The Dallas Stars and Pittsburgh Penguins swapped familiar assets, while the Toronto Maple Leafs added a defender in a deal with the Los Angeles Kings. Red Kelly’s number is going to be retired (again– this time by the Detroit Red Wings) and we now know the opponents in the 2020 Winter Classic and 2020 Stadium Series games.

Subscribe to the podcast on Apple Podcasts (iTunes), Stitcher and/or on Spotify. Support the show on Patreon.

DTFR Podcast #132- Hall of Guardians and Turtlenecks

The 2018 Hockey Hall of Fame Class was inducted on Monday, plus we remember the NHL Guardians and celebrate Joe Thornton’s milestones. Tomas Plekanec retired– leaving us a turtleneck to pass on ceremoniously– and Milan Lucic was fined $10,000.

The Pittsburgh Penguins’ plight comes with an extension for General Manager Jim Rutherford, while the Los Angeles Kings battle the injury bug in net (we finished recording before Wednesday’s trade between the two clubs).

Meanwhile, Tom Wilson is back, a concussion lawsuit was settled, the 2019 NWHL All-Star Game was announced, Jakob Chychrun got a six-year extension and Nick and Connor discuss when they’ll eventually let their kids (if they ever have any) play contact sports.

Support the show on Patreon.

Subscribe to the podcast on Apple Podcasts (iTunes)Stitcher and/or on Spotify. Support the show on Patreon.

Game of the week: November 5-11

The first full week of November already has me looking forward to the NHL’s unofficial, yet statistically backed playoff qualification cutoff coming up only a couple weeks from now when the United States celebrates Thanksgiving.

Which teams are and aren’t among the league’s 16 best by November 22 will be heavily influenced by the 50 games taking place this week and the 48 on tap in the second half of this fortnight.

NHL SCHEDULE: November 5-11
TIME (ALL TIMES EASTERN) VISITOR HOST NATIONAL BROADCAST(S)/
Result
Monday, November 5
7 p.m. Dallas Boston 1-2 (OT)
7 p.m. Montréal Canadiens New York Islanders 4-3 (SO)
7 p.m. New Jersey Pittsburgh 5-1
7 p.m. Edmonton Washington 2-4
9 p.m. Philadelphia Arizona 5-2
Tuesday, November 6
7 p.m. Vegas Toronto 1-3
7 p.m. Montréal Canadiens New York Rangers 3-5
7 p.m. Dallas Columbus 1-4
7:30 p.m. New Jersey Ottawa 3-7
7:30 p.m. Vancouver Detroit 2-3 (SO)
7:30 p.m. Edmonton Tampa Bay 2-5
8 p.m. Carolina St. Louis 1-4
10:30 p.m. Anaheim Los Angeles 1-4
10:30 p.m. Minnesota San Jose 3-4
Wednesday, November 7
7:30 p.m. Pittsburgh Washington NBCSN, SN, TVAS
10 p.m. Nashville Colorado NBCSN
10:30 p.m. Calgary Anaheim
Thursday, November 8
7 p.m. Vancouver Boston
7 p.m. Edmonton Florida
7 p.m. Arizona Philadelphia
7:30 p.m. Buffalo Montréal RDS, TSN2
7:30 p.m. Vegas Ottawa RDS2
7:30 p.m. New York Islanders Tampa Bay Lightning
8:30 p.m. Carolina Chicago
8:30 p.m. San Jose Dallas
10:30 p.m. Minnesota Los Angeles SN
Friday, November 9
7 p.m. New Jersey Toronto TVAS
7 p.m. Columbus Washington NHLN, SN1
7:30 p.m. New York Rangers Detroit Red Wings
8 p.m. San Jose St. Louis
8 p.m. Colorado Winnipeg
10 p.m. Minnesota Anaheim SN
saturday, November 10
1 p.m. Vancouver Buffalo SN
1 p.m. Chicago Philadelphia NHLN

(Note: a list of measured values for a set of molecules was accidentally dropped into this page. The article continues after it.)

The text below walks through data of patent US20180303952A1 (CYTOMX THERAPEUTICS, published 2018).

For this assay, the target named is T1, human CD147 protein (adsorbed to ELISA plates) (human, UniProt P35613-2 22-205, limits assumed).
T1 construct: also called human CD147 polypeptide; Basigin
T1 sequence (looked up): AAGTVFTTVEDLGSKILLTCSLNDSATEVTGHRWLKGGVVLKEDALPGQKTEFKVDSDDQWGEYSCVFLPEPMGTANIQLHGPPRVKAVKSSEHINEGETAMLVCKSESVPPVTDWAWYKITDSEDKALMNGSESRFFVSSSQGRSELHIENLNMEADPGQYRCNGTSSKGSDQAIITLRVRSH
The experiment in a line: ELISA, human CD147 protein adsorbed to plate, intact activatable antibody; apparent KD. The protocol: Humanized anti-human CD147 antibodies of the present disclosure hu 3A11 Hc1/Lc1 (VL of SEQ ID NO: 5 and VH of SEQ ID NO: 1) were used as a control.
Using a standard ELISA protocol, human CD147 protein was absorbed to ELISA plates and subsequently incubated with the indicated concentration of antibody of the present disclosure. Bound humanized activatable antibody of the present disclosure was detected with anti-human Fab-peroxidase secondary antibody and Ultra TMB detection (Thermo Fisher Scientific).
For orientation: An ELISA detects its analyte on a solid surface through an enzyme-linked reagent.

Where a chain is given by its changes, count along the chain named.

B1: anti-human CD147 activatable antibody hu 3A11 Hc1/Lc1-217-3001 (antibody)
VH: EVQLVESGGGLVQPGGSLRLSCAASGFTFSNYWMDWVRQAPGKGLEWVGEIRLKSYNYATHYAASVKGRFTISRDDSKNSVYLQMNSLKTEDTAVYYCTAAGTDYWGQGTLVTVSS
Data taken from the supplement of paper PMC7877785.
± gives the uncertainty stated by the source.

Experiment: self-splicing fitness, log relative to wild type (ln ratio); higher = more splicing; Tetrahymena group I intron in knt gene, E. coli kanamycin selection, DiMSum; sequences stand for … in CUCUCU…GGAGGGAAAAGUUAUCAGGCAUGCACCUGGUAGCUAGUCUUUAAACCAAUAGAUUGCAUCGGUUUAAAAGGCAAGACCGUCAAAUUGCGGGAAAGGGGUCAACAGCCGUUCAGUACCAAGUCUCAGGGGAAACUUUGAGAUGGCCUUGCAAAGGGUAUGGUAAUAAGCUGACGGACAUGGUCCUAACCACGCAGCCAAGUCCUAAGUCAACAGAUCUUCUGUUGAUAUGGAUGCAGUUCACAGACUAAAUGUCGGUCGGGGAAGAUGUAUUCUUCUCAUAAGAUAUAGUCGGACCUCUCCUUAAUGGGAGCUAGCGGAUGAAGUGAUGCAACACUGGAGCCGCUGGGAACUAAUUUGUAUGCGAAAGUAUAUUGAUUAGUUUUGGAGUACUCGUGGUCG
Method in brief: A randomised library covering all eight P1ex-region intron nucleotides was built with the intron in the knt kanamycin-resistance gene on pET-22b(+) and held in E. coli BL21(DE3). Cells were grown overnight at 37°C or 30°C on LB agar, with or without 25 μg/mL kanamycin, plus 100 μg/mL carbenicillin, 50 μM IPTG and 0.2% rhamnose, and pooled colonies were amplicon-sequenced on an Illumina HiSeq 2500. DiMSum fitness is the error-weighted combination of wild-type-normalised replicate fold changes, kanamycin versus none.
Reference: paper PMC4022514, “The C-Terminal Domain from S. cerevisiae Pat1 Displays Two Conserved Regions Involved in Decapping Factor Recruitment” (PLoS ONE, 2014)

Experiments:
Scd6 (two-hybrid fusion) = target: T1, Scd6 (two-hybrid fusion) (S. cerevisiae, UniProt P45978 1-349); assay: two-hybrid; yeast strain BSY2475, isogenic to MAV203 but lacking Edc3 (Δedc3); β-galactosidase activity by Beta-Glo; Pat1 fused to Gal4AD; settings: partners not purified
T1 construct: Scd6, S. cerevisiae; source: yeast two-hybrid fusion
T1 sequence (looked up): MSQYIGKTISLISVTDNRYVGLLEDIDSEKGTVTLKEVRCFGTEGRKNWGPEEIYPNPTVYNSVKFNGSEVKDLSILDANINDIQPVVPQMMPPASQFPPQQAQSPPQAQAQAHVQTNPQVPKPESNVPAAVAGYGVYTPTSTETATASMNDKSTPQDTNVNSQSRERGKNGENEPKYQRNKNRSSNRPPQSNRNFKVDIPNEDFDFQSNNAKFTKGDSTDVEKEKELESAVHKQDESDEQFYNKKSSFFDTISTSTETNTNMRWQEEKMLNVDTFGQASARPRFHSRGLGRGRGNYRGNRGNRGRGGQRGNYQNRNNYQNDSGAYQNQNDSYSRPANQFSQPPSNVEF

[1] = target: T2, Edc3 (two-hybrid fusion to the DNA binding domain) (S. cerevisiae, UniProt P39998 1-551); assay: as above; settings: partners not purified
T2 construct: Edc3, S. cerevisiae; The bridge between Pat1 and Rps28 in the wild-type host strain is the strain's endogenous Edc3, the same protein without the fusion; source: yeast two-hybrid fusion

2 p.m. Nashville Dallas
7 p.m. Toronto Maple Leafs Boston Bruins CBC, NHLN, SN360
7 p.m. Vegas Montréal SN, TVAS
7 p.m. Ottawa Tampa Bay CITY
7 p.m. New York Islanders Florida Panthers
7 p.m. Arizona Pittsburgh
7 p.m. Detroit Carolina
7 p.m. New York Rangers Columbus Blue Jackets
10 p.m. Calgary Los Angeles CBC, SN, SN360
Sunday, November 11
3 p.m. Minnesota St. Louis SN1
5 p.m. Ottawa Florida TVAS
5 p.m. Arizona Washington
7 p.m. New Jersey Winnipeg NHLN, SN
7 p.m. Vegas Boston
9 p.m. Calgary San Jose SN360
9:30 p.m. Colorado Edmonton SN1

Just like every week, there’s more than a few solid options to choose from. There was at least five rivalries (Montréal at New York, Anaheim at Los Angeles, Pittsburgh at Washington, New York at Detroit and Toronto at Boston), three playoff rematches (Pittsburgh at Washington, Nashville at Colorado and Columbus at Washington) and more than a handful of player returns (LW Max Pacioretty potentially returning to Montréal with Vegas highlights that list, but don’t forget about G Anton Khudobin and D Brandon Manning heading back to Boston and Philadelphia, respectively) to choose from this very attractive list.

However, only one game can be chosen, so I might as well go with a contest that can check two boxes, right?

 

It’s a rivalry! It’s a playoff rematch! It’s everything we could ever dream of!

Maybe not the last part, but there’s no explanation needed these days to get excited for this matchup. Sidney Crosby versus Alex Ovechkin has been a hot ticket ever since they began playing against each other 13 years ago, as they’ve rekindled a rivalry that had been dormant since the turn of the millennium.

Tonight’s participants enter this game with identical 6-4-3 records, but they seem to be heading in opposite directions.

Currently occupying third place in the Metropolitan Division due to earning all six of their victories in regulation or overtime, the Pens are the team trending down at the moment. They’re riding a four-game losing skid, including two (one in regulation, another in a shootout) to the red-hot division-leading Islanders and a 5-0 home blanking at the hands of the Auston Matthews-less Maple Leafs.

In fact, if we add in the 5-1 home loss at the hands of the Devils on Monday, the Penguins have been outscored 10-1 in their last two games and 18-6 during this skid.